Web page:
New research claims that sulphonylureas, a class of drugs used to treat Type 2 diabetes, carry a greater risk of heart failure and death compared with the diabetes drug metformin.
A team of researchers from Imperial College London investigated the risk of heart attack, congestive heart failure and death from any cause associated with the prescription of different types of diabetes drugs.
They used data from 91,521 men and women (average age 65 years) with diabetes included in the UK General Practice Research Database between 1990 and 2005. Factors that could potentially affect the results were taken into account. Metformin was the most commonly prescribed drug followed by second-generation sulphonylureas.
Possible higher risk
The study found that compared with metformin, both first- and second-generation sulphonylureas were associated with up to 61 per cent increased risk of death, and second generation sulphonylureas with up to 30 per cent increased risk of congestive heart failure.
Research should be treated with caution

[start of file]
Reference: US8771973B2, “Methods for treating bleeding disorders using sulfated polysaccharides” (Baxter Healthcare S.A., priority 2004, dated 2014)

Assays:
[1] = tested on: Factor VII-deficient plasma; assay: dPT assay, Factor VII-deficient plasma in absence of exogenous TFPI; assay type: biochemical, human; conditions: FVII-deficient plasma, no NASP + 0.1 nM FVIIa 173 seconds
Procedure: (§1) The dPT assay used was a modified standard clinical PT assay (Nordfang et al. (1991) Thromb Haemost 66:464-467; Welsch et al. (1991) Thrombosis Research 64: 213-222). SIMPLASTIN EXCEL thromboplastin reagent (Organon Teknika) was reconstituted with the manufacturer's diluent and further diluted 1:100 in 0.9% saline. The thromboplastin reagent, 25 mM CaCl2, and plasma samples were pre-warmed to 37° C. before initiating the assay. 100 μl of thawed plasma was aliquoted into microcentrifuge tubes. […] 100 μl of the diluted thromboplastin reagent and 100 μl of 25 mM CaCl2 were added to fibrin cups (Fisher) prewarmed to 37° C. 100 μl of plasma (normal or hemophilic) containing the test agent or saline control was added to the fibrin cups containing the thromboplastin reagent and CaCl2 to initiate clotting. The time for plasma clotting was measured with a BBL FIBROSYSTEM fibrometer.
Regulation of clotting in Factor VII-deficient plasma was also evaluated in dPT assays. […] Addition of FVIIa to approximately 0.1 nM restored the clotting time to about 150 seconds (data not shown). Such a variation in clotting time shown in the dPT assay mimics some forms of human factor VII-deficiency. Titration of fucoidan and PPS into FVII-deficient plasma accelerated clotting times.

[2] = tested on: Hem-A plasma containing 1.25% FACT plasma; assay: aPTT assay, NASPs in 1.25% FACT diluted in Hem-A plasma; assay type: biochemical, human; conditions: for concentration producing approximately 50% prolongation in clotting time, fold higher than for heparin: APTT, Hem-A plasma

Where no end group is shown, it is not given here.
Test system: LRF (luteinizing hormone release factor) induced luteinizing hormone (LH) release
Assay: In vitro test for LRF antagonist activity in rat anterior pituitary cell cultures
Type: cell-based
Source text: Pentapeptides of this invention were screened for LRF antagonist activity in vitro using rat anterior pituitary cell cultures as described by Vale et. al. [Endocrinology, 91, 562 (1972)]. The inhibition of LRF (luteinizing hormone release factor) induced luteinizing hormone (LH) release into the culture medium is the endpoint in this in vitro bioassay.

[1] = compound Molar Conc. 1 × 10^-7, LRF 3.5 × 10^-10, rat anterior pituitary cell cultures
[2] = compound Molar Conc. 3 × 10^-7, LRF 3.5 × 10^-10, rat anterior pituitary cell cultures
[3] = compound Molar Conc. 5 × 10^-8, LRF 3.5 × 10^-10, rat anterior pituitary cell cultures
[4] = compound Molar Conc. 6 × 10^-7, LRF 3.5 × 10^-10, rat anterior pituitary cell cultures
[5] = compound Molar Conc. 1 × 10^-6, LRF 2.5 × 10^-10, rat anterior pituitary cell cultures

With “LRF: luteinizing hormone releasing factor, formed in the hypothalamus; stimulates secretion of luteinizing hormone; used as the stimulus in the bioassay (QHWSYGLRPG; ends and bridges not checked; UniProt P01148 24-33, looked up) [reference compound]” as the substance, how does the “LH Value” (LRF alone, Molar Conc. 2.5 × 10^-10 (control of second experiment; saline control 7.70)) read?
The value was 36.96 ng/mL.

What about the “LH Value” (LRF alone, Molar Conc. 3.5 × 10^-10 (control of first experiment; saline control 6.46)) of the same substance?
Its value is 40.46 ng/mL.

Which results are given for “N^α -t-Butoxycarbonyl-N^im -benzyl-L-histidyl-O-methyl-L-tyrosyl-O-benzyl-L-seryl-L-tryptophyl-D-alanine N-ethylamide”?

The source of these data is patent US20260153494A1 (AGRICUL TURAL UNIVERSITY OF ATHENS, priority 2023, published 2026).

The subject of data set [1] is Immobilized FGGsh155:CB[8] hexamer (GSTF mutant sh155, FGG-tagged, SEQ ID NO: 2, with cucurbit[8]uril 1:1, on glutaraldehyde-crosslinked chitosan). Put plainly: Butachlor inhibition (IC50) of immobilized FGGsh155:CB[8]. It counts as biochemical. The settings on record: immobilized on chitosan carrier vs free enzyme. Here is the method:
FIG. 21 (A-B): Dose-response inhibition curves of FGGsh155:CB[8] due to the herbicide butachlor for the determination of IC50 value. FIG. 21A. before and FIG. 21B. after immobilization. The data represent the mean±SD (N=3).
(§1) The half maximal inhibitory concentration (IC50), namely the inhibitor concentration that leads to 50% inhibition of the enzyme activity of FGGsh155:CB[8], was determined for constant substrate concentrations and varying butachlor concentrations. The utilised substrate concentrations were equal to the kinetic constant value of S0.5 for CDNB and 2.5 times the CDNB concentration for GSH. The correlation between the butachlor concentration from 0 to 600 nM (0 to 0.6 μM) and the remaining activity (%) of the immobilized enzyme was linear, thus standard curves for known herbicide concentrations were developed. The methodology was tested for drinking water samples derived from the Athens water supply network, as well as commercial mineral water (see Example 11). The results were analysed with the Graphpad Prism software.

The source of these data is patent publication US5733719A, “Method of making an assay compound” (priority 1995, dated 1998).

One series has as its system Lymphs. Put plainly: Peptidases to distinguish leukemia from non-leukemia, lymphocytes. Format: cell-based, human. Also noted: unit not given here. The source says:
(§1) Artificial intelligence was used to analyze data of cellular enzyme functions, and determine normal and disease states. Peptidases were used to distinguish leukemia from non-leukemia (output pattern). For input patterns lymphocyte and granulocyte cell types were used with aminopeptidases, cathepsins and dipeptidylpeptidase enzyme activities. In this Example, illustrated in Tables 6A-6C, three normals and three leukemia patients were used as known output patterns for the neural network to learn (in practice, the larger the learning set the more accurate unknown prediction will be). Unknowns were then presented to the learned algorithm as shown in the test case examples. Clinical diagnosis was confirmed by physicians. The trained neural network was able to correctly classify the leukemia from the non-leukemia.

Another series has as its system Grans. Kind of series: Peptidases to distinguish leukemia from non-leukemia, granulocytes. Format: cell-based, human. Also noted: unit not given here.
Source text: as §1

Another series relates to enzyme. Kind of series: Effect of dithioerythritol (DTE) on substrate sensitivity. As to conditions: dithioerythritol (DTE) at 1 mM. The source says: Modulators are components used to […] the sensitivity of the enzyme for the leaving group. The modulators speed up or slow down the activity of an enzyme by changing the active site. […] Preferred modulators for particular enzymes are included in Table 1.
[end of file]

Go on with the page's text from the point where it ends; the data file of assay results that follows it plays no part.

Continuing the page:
“This study looks at the relative risk of the various drugs used to treat Type 2 diabetes," said Dr Iain Frame, Director of Research at Diabetes UK.
"It is a retrospective study and there is nothing particularly new revealed here.
“There are several limitations of using a retrospective cohort study to compare the effects of groups of drugs and the authors list a number of them along with their attempts at mitigation. However, we have to treat the results and the interpretation of them with some caution.
“Diabetes UK would not advise people with Type 2 diabetes to stop taking sulphonylureas based on the results of this research. If you are concerned about taking this medication you should contact your GP or diabetes healthcare team.”